Play Ball- Be Safe From Rotator Injury: June 28, 2013

A love of baseball developed early for Seth Hayes.

“I was throwing baseball, from a young kid; throwing curve balls.  They tell you not to do it because your tendons and ligaments haven’t fully developed. I thought, like a lot of 12, 13 year olds, I know everything I’ll just keep doing what I want,” says Hayes.

The idea of a sports injury didn’t sink in until Hayes luck struck out.

“I was pitching in an All-Star game as a senior in high school and I tore my supraspinatus – overuse injury,” says Hayes.

More than 100,000 kids are treated for a baseball-related injury each year. And by the time these junior leaguers grow up, they are halfway to a major league sports injury. 

“As the player goes through the throwing motion it’s going to create repetitive micro trauma. And in a child, it can lead to fractures of their growth plate and serious long-term problems. And in older people, it can cause long- term tendon problems,” says Dr. Fletcher Reynolds, orthopedic surgeon on Lee Memorial Health System’s medical staff.

Playing it safe is now part of the game. Coaches are incorporating more stretching and fine-tuning of the supportive, rotator muscles. It helps prevent injury now and in the long run.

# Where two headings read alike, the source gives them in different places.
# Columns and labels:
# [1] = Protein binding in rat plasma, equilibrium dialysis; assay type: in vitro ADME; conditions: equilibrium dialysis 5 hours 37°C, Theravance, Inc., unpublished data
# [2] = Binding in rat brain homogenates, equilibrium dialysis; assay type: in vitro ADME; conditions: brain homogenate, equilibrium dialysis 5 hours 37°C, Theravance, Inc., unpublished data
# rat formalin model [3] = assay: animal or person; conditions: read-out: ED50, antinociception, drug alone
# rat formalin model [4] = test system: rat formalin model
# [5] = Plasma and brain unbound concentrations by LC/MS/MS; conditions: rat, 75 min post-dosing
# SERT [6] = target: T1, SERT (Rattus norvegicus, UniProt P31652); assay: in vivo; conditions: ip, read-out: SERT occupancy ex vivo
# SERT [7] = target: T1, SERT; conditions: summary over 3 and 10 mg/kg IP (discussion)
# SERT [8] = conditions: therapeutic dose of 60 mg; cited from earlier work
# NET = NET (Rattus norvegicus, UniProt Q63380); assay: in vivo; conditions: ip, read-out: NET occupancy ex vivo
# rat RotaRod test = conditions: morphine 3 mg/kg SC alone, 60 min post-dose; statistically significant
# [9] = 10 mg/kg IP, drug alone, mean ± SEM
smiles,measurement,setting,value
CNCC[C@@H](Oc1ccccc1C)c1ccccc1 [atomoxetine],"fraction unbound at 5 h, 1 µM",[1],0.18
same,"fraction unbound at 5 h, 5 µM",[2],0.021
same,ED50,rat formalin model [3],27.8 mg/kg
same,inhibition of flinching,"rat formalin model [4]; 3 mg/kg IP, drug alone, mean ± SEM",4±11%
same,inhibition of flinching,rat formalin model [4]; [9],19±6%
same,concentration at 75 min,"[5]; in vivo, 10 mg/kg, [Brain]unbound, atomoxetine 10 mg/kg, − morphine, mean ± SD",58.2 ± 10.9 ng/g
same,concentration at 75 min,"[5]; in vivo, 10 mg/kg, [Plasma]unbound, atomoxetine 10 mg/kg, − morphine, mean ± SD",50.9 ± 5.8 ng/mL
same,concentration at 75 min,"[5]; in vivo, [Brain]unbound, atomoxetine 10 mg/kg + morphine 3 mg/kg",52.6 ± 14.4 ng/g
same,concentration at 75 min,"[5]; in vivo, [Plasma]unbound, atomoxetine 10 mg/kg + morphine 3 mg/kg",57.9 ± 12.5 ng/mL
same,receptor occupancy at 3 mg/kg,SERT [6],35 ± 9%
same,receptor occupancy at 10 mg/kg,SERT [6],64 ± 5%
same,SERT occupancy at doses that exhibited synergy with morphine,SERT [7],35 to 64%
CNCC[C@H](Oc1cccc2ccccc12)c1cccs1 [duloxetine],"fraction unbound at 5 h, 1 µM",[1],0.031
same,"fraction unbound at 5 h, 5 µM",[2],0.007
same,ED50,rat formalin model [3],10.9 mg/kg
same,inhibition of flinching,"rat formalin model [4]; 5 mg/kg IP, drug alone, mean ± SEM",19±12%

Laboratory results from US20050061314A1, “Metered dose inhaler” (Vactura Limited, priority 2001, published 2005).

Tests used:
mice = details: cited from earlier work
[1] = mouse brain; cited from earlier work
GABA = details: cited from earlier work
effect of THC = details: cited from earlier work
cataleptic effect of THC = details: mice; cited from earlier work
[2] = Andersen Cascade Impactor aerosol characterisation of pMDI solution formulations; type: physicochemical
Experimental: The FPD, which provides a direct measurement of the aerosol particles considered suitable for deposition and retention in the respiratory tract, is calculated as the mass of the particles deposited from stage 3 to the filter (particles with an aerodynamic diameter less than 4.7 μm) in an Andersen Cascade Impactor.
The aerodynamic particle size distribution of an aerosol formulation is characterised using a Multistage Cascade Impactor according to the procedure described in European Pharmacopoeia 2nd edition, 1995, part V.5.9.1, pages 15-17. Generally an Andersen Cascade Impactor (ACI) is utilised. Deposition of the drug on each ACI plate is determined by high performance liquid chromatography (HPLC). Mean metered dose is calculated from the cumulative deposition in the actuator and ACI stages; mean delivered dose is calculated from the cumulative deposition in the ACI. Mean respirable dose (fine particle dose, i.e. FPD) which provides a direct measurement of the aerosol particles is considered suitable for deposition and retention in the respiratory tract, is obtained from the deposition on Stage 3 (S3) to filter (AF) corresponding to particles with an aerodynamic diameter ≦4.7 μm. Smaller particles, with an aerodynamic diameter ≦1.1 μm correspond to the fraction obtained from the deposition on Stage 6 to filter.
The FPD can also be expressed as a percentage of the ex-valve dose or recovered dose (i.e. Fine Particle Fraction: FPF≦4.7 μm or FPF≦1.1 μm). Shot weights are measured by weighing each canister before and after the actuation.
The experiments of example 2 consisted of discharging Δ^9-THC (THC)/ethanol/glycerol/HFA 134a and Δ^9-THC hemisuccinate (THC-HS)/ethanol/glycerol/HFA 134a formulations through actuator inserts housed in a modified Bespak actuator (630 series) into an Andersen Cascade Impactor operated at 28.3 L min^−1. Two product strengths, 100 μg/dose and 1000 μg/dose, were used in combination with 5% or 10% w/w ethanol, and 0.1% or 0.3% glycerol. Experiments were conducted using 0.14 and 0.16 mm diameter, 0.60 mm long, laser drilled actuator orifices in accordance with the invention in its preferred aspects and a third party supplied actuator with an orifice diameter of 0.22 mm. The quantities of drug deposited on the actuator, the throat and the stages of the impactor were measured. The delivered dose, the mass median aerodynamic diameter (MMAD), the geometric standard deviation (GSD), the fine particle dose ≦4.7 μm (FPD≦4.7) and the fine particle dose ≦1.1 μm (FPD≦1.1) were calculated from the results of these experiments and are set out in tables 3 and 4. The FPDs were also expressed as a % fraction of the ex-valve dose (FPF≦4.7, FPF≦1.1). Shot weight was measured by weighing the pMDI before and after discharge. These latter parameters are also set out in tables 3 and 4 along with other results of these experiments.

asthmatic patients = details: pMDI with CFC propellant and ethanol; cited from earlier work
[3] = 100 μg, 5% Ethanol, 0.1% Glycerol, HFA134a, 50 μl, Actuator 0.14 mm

“Coaches in today’s sports world are doing specific exercises to work on the rotator cuff muscles and the smaller muscles. They’ve gone to smaller band type exercises, light weights or rotation movements of the shoulder,” says Dr. Reynolds.

Limiting the number of pitches a young player can throw also protects their future.

“Every little league and youth sports baseball now has pitch counts or maximum innings these kids are allowed to pitch in weeks or during a tournament to try and prevent long term damage,” says Dr. Reynolds.

Hayes learned early and is constantly playing catch-up with shoulder rehab.

“Many years later, playing baseball down here just kind of aggravated it again. So the rest of my shoulder is going to adapt and kind of start to compensate for the weaker muscle,” says Hayes.

The best advice for players and parents is to not run afoul in the first place.